Comment: Challenges ahead as ConAgra goes on to the front foot
ConAgra believes it can revitalise struggling consumer brands
After two profit warnings in five months, ConAgra Foods boss Gary Rodkin was correct to use the CAGNY conference this week to front up about the problems at the US food group - and to try to demonstrate the company can rectify them.
Rodkin told analysts in Florida ConAgra was "confident" it could "overcome" the challenges facing the company - soft sales from some of its key consumer brands, integrating US private-label supplier Ralcorp Holdings and issues within its B2B commercial foods business.
Some of these challenges are likely to only be short term. ConAgra's commercial foods arm has recently been hit by the loss of a major foodservice customer and quality issues with a potato crop. Given the progress ConAgra has made in building its international foodservice customer base, and the growth in quick service restaurants in Asia, the company is likely to be able to overcome the loss of the contract. The problem with the potato crop is quite clearly a short-term issue.
However, ConAgra may face more work with its consumer foods and integration of Ralcorp. Let's take consumer foods. Rodkin admitted ConAgra had tried to broaden the consumer base for three brands - Chef Boyardee, Healthy Choice and Orville Redenbacher's - without success. "We have spent too many resources on these brands trying to penetrate new consumer segments by overcoming their perception barriers, and frankly, it hasn't worked," he told analysts.
ConAgra would instead now focus on the brands' "core users", Rodkin said. "There are many millions of these engaged consumers. And we are confident that we can stabilise our share and with a maniacal focus on these consumers, we can potentially drive brand preferencing growth."
It is something of an about-turn for ConAgra and one can understand the company wanting to turn back and serve consumers that buy the brands regularly. However, as Rodkin acknowledged, it will "take a bit of time" to "optimise" its promotions and merchandising on the brands.
However, revitalising these brands will not be easy. Take Healthy Choice, operating in a frozen meals category in decline. Competition remains fierce and could focus even more on price, particularly with a complete consumer recovery in the US not on the immediate horizon.
Rodkin remained bullish on the prospects for private label in the US. There have been claims the rise in own label in the traditionally brand-centric market could only go so far.
The ConAgra chief acknowledged the recent growth in private label in the US has "flattened over the last year". Rodkin pointed to manufacturers "bringing the price gap down" and added: "The dynamics between the customer and the manufacturer are unsustainable."
He insisted the longer-term outlook for the sector was bright. Retailers that had "prioritised" private label had "enjoyed growth that is dramatically better" than their rivals. "Private brand is going to continue to be a big growth vector in this industry. I am absolutely confident of that," Rodkin said.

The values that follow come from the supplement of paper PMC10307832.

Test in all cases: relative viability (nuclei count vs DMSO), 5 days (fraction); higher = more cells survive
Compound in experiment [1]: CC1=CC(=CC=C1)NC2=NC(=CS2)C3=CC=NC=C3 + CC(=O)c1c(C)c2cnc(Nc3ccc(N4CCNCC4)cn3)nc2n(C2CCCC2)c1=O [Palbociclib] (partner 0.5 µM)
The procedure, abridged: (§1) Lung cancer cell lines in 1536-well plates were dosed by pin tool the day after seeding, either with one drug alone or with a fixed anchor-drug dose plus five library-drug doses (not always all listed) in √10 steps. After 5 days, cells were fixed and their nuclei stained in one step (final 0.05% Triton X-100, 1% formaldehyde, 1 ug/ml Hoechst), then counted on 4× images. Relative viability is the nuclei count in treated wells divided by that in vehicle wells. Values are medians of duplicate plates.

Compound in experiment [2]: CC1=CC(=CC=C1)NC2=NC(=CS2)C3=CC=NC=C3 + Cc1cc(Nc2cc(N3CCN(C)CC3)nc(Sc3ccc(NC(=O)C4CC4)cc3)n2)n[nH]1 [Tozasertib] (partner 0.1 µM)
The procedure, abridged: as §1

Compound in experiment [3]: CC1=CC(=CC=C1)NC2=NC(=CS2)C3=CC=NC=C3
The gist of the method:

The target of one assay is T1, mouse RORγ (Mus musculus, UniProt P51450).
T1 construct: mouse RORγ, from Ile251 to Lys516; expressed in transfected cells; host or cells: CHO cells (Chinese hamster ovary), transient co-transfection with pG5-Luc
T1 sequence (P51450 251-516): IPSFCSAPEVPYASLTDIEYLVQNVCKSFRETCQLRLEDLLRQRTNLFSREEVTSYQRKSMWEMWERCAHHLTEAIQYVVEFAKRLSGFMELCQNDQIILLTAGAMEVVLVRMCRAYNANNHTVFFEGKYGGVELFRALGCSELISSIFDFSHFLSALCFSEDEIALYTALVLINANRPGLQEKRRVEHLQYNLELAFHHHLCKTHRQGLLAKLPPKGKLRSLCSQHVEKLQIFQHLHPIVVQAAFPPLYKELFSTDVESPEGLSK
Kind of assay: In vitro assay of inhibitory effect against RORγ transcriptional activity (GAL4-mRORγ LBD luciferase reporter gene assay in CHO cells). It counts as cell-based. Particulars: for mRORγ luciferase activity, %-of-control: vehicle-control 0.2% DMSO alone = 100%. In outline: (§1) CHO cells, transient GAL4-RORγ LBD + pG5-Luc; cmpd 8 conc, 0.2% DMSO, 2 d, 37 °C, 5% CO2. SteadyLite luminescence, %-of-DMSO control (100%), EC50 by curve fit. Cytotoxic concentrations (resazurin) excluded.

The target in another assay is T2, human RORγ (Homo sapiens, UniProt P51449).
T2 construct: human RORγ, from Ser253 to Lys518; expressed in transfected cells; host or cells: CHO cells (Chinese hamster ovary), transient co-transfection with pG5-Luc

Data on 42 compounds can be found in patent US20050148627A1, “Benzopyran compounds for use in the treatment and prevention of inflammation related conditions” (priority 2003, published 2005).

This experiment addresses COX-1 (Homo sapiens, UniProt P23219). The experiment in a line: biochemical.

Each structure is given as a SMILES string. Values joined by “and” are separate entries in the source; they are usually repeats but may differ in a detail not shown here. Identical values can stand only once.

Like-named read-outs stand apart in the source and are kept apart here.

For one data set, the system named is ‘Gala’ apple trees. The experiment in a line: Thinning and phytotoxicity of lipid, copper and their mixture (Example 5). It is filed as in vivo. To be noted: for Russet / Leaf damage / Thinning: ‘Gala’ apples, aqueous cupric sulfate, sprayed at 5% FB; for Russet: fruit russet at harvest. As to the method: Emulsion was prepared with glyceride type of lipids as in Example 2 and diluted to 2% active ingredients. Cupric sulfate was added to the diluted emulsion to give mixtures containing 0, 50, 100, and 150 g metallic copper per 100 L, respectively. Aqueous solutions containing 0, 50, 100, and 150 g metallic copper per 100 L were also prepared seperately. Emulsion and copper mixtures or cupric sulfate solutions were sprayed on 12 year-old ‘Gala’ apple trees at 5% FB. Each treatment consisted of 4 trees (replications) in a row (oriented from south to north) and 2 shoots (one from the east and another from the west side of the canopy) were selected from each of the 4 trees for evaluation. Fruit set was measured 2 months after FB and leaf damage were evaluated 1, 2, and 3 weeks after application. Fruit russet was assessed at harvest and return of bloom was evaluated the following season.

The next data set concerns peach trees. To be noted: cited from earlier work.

ConAgra's private-label business was focusing on more than just price. "Quality has become increasingly important in private brands as these brands are a true reflection of the retailer," Rodkin said.
However, a key short-term focus for ConAgra will be bedding down Ralcorp. Rodkin admitted the integration had been "tougher" than ConAgra had expected. "The sales force was cut too deeply, pricing was done too bluntly and there were supply chain related customer service issues," he said. "We didn't have visibility to the full extent of the issues, so we were slow out of the gate in stabilising business. In addition, given the competitive pressures, we deliberately chose to make some pricing concessions to stabilise volume trends and that frankly has weighed on our earnings this year."
Nevertheless, Rodkin insisted synergies from the deal would benefit ConAgra in areas like production and procurement. He also emphasised the "scale" the deal has given ConAgra in private label, which remains a fragmented sector in the US. The acquisition of Ralcorp made ConAgra the largest own-label supplier in the US, a market where the sector remains fragmented.
ConAgra is still keen to build its business in private label through acquisition after bedding down Ralcorp. However, ConAgra is not the only private-label player in the US looking to expand through acquisition - TreeHouse Foods said last week it had a "robust appetite" for deals - and Rodkin faced questions about whether the issues with Ralcorp meant the company had missed opportunities for more M&A.
"I would say our strategy all along has been to delever over the next several years, that's job one. Because we got a big job on our hand, just integrating the complexities of Ralcorp going through the transformation, so I don't think anything has really changed much on that," Rodkin said. "I do believe that as we get past that, our long-term plan is to continue to look to make smart consolidation moves in an industry that is extremely fragmented. There are many, many smaller companies out there and we believe once we get past this period we'll be back in that game."
It has been a challenging year for ConAgra but the company told CAGNY it had confidence it can work through the issues facing the business. It will not, however, be easy.
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